Last night, I had the opportunity to see Michael Schunke’s exhibition at Vetri in Seattle. Michael is one of the very best glassblowers and designers. He is truly fully committed to the process, and is an extraordinarily talented goblet maker. I have spent the past 20 years working with glass myself, so I understand how difficult it is to do what he does. The gallery is filled with one-of-a-kind handmade goblets. On two of his installations, he carefully painted quotes on the topics of detachment and trusting the timing of the universe. There are so many parallels between making decisions about objects and planning space as we are organizing our homes and as an artist or craftsman makes what they make.
“In order to be able to make it, you have to put aside the fear of failing and the desire of succeeding. You have to do these things completely, without fear, without desire. Because things that we do without lust of result are the purest of actions we shall ever take.” -Alan Moore
“Detach from needing to have things work out a certain way. The universe is perfect and there are no failures. Give yourself the gift of detaching from your worries and trust that everything is happening perfectly.” -Orin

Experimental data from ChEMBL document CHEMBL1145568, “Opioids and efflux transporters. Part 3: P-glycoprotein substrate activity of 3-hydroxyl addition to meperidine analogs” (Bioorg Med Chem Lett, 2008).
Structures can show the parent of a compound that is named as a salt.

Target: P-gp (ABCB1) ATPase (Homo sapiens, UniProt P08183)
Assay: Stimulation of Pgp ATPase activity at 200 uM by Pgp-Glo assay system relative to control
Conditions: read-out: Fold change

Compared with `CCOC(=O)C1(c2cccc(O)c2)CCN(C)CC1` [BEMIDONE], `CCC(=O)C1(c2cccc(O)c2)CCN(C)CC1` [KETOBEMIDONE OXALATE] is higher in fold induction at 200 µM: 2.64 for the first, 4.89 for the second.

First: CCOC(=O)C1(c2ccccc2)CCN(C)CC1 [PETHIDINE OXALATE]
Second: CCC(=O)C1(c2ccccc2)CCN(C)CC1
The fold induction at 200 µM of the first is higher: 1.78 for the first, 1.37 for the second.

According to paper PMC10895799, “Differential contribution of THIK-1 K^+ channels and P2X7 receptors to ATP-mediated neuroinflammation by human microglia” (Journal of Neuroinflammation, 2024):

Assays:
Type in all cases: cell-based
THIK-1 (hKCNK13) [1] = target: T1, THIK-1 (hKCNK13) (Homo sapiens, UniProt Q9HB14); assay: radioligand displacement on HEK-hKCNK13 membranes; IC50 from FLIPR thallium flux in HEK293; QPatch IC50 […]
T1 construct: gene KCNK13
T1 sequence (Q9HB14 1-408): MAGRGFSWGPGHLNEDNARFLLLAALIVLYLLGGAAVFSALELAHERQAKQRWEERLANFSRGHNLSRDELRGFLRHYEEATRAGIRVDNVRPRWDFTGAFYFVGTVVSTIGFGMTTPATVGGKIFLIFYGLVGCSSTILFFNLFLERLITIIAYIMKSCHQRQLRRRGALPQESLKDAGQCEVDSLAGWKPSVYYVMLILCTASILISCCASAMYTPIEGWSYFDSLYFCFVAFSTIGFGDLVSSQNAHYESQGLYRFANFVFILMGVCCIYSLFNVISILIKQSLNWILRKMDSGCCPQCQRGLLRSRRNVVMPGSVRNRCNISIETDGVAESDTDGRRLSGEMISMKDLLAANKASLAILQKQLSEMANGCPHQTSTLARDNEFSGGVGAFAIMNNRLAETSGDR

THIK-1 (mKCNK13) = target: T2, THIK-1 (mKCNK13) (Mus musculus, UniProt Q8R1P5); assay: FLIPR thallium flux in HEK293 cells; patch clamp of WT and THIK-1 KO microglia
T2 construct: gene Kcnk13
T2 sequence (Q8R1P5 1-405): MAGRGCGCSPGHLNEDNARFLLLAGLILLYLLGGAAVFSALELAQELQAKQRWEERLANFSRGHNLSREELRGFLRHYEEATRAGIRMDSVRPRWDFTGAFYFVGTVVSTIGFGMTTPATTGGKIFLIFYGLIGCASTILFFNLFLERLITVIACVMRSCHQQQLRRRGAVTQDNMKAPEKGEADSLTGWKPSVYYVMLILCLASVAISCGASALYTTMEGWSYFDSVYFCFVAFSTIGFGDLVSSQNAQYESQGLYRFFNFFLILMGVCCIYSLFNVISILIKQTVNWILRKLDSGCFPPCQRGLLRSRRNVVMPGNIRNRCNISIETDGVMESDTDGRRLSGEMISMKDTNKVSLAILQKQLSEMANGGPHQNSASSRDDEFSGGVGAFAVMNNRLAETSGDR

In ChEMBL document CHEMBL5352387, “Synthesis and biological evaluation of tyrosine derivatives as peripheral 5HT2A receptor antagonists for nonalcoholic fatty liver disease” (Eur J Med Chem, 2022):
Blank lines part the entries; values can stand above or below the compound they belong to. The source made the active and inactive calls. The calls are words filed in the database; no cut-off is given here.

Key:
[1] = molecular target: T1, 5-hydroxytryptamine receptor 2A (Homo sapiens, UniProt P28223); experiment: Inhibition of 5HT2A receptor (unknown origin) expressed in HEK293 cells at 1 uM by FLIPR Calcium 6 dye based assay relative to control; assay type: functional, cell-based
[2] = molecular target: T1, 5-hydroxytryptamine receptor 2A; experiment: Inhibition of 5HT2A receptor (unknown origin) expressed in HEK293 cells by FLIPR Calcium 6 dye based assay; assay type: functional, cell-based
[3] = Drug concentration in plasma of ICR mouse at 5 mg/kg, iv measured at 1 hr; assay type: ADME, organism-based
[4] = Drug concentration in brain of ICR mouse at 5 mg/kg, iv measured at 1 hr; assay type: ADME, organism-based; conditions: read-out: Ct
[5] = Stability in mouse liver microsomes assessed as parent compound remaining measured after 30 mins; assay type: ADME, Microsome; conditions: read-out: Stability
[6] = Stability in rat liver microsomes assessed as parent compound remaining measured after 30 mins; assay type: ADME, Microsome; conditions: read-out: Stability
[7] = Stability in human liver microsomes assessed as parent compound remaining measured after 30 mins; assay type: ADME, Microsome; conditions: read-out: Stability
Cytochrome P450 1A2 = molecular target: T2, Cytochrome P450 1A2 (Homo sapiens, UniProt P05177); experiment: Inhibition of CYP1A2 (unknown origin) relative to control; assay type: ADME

After the show, I got to talk to Michael about how he thinks about the meaning behind the quotes. He told me that the very best glass he’s seen his students make is when they knew they couldn’t keep any of it. (A quick note on glassblowing- when a piece is finished, it must be cooled slowly in an “annealer” to take the stress out of the glass so that it doesn’t break.) Michael put a wheelbarrow in the middle of the studio and had his students knock the glass off in the wheelbarrow so that it would cool and break into shards. The end result of the glass was incredible. But as soon as students start to focus their goal on getting the glass into the annealer, they become so attached to the outcome, that they lose sight of the process. We talked about how this theory can translate to goal setting with other parts of our lives, such as business, relationships, health and finances.
Learn more about Michael here.
Michael Schunke and Josie Gluck are co-owners of Vetro Vero, a glass design company based in the Philadelphia area.
How have you been able to learn how to detach from outcomes? Or how do you merge the paradox of goal-setting and detachment? Please join our Sparkle Tribe and let us know!